When pursuing a possible tort claim for injuries or damages sustained during a motor vehicle accident, it’s important to understand the deductibles involved. The compensation awarded relies heavily on the extent of your injuries. As a result, once you subtract the deductible from your compensation, many cases are no longer considered financially viable.
However, you can add additional coverage to your automobile insurance that reduces the deductible associated with court awarded compensation. Below we’ll discuss the thresholds that must be met, the deductibles, and how to add additional coverage to your insurance.
Say you were injured in a motor vehicle collision in Ontario for which you were not at fault, and you have the right to seek compensation from the at-fault driver. Your right includes seeking compensation for various “heads of damages”. These include past and future loss of income or competitive advantage, out-of-pocket expenses, past and future expenses for medical rehabilitation, attendant care expenses, and housekeeping expenses. It further includes a right to seek compensation for pain and suffering, or what is commonly known as “general damages” or “non-pecuniary losses.”
In order to be successful in a claim for general damages after a collision in Ontario, a plaintiff needs to meet or exceed a certain “threshold” established by the province. The threshold is described in Section 267.5 (3) and Section 267.5 (5) of the Insurance Act (Ontario). It states:
In order for there to be liability arising from injuries sustained in a motor vehicle accident, the injured person must have either died or sustained:
- Permanent serious disfigurement; or
- Permanent serious impairment of an important physical, mental, or psychological function.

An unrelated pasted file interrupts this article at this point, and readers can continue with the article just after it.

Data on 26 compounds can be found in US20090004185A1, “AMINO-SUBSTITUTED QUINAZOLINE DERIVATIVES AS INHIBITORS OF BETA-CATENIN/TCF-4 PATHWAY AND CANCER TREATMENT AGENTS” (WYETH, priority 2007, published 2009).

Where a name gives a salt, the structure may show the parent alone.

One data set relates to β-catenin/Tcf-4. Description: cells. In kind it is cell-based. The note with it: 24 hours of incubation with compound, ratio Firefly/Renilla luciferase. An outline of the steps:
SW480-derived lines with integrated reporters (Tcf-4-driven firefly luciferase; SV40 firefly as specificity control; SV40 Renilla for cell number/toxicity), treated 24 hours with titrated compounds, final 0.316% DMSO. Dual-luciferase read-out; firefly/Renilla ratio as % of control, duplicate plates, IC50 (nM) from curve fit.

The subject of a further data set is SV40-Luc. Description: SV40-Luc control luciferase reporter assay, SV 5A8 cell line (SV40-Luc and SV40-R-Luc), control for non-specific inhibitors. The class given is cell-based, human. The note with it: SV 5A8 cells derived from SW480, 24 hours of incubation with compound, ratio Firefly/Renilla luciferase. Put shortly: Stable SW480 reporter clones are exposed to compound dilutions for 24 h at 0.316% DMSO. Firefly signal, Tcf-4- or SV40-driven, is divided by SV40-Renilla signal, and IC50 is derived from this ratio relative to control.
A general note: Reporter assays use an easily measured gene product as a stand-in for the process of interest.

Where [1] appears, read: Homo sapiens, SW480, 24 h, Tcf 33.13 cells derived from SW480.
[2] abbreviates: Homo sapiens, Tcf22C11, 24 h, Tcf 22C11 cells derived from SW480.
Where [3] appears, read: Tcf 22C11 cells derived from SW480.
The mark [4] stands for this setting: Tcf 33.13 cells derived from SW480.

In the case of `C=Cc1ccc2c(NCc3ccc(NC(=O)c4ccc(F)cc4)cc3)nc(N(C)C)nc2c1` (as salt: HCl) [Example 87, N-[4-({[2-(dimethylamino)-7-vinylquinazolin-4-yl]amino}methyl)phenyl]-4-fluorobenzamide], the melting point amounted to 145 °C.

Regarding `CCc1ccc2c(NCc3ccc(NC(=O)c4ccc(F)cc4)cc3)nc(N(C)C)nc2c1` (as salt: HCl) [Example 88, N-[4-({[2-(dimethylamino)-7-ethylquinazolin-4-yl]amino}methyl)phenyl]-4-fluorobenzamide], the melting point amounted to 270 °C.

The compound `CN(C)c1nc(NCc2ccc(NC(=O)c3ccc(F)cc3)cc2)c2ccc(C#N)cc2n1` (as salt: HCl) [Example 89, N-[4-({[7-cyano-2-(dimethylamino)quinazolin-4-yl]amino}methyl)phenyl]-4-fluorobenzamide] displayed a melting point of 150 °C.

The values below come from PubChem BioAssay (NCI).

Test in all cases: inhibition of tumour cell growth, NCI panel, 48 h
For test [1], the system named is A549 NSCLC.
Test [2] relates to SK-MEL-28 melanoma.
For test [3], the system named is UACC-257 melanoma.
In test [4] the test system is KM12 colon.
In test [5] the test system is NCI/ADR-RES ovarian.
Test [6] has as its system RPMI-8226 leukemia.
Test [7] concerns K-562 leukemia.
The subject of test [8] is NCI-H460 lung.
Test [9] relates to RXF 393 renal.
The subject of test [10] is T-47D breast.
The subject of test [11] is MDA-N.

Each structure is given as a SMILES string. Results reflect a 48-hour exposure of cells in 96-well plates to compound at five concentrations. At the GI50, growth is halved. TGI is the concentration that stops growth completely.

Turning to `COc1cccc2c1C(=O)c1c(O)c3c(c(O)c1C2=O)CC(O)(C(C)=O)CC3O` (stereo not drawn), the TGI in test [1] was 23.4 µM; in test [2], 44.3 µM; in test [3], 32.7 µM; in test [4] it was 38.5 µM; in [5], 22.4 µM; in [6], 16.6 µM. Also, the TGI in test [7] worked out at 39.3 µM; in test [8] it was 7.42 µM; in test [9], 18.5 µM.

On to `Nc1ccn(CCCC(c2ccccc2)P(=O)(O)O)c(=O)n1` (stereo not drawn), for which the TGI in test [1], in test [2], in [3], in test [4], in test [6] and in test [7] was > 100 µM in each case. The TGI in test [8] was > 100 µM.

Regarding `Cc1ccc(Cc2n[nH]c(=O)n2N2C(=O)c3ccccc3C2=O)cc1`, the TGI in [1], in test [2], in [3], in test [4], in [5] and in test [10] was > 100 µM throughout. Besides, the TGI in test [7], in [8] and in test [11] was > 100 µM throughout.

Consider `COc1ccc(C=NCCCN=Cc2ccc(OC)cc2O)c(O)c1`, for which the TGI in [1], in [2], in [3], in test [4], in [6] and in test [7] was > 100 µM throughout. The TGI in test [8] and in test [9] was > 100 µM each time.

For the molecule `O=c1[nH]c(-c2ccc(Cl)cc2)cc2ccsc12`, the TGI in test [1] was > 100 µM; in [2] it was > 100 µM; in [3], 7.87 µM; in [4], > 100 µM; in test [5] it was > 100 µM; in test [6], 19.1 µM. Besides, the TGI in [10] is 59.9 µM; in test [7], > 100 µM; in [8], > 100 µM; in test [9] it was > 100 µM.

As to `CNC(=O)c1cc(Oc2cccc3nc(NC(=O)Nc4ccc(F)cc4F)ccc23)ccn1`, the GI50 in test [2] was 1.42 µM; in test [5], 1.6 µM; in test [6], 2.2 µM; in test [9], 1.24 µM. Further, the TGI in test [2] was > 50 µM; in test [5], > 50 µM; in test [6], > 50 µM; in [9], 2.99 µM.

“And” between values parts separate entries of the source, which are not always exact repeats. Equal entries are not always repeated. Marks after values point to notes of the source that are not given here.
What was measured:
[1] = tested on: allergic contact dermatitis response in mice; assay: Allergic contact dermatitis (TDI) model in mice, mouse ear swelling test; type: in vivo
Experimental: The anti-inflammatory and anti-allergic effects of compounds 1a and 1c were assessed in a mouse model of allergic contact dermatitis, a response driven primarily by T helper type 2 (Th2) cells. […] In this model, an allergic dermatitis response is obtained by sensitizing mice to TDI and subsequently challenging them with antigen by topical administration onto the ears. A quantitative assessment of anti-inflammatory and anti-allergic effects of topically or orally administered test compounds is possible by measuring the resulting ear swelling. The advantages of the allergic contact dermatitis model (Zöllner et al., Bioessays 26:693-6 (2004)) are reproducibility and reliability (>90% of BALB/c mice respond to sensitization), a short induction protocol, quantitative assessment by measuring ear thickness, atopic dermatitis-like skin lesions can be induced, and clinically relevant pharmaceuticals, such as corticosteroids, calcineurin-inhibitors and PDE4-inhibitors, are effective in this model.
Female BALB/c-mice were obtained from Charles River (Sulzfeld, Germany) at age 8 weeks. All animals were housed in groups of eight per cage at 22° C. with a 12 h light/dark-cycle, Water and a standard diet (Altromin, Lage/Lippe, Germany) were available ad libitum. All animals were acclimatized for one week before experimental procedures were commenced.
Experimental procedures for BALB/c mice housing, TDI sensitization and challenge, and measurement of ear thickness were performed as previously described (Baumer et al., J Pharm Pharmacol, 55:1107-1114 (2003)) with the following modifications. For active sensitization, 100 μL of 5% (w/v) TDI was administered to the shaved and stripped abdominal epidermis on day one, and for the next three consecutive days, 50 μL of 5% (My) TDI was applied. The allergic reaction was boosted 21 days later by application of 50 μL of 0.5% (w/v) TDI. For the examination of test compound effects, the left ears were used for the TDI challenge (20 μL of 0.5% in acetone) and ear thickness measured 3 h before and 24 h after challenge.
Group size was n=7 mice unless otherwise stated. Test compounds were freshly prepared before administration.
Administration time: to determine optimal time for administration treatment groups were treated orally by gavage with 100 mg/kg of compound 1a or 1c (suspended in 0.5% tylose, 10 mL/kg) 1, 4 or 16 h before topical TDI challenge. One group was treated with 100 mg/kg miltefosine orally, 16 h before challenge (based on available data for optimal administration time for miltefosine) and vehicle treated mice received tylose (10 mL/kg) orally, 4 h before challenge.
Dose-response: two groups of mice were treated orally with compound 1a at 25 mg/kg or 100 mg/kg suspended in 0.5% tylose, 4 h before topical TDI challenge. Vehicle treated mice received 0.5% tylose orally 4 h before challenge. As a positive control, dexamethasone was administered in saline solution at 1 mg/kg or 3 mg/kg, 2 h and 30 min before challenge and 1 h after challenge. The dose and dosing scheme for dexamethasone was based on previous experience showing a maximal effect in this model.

To meet the threshold, then, a plaintiff must pass the “threshold test”.
In order for your injuries and impairments to be considered “serious” as described by the threshold test, they must either prevent you from returning to your pre-collision employment or cause significant interference with your daily activities.
In Ontario, most motor-vehicle cases are tried by a jury. It is for the jury to decide how much compensation a plaintiff should receive for general damages. The judge will then apply the statutory deductible on the amount decided by the jury. Currently, the deductible amount is $39,754.31 on awards for general damages that do not exceed the 2021 threshold of $132,513.28. The jury is not aware of the deductible, and we cannot tell the jury about it.
|Insurance Act Section||Description||Threshold||Deductible|
|267.5(8.4)||Family Law Act claims||$66,256.09||$19,877.16|
As a result, this deductible affects the financial viability of a possible tort claim. These tort deductibles, which were first introduced in 1996, were intended to reduce the litigation of minor claims. However, they have also been heavily criticized, as many have argued that they impede access to justice.
This is why it is important for consumers of automobile insurance policies to know that they have the option to purchase optional policy endorsements.
Optional Policy Endorsements
Additional optional enhancements, also known as policy endorsements or Ontario Policy Change Forms (OPCF), are special agreements that allow you to change, add or reduce the amount of coverage for certain situations.
Added Coverage to Offset Tort Deductibles (OPCF 48):
The Added Coverage to Offset Tort Deductibles (or OPCF 48) endorsement reduces the deductible associated with court awarded compensation for pain and suffering by $10,000 for non-Family Law Act claims and by $5,000.00 for Family Law Act claims.
This could potentially mean the difference between a financially viable tort claim and one that would simply not be worth pursuing.
It is important for consumers looking to purchase or renew their automobile insurance to ask to review the optional accidents benefits available to them and to give consideration to these various Ontario Policy Change Forms.